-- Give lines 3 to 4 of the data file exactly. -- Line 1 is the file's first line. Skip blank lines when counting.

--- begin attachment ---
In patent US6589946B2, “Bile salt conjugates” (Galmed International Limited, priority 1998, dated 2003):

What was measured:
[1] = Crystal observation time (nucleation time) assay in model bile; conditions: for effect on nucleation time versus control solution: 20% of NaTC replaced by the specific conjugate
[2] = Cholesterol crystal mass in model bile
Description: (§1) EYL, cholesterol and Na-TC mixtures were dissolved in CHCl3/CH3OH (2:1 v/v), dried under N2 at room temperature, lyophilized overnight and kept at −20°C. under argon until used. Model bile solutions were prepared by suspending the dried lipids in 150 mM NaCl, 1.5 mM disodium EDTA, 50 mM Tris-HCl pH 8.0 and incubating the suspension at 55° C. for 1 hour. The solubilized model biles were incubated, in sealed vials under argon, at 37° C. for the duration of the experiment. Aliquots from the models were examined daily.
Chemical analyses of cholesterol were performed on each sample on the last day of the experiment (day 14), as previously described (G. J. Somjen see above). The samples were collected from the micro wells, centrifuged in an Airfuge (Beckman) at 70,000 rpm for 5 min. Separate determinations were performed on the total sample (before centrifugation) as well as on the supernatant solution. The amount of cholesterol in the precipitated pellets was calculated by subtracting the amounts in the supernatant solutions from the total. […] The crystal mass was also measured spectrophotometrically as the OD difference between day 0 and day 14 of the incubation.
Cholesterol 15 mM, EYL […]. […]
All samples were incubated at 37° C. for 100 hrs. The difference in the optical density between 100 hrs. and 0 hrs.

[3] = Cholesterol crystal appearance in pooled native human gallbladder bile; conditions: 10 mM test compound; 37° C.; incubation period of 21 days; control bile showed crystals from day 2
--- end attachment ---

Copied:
[1] = Crystal observation time (nucleation time) assay in model bile; conditions: for effect on nucleation time versus control solution: 20% of NaTC replaced by the specific conjugate
[2] = Cholesterol crystal mass in model bile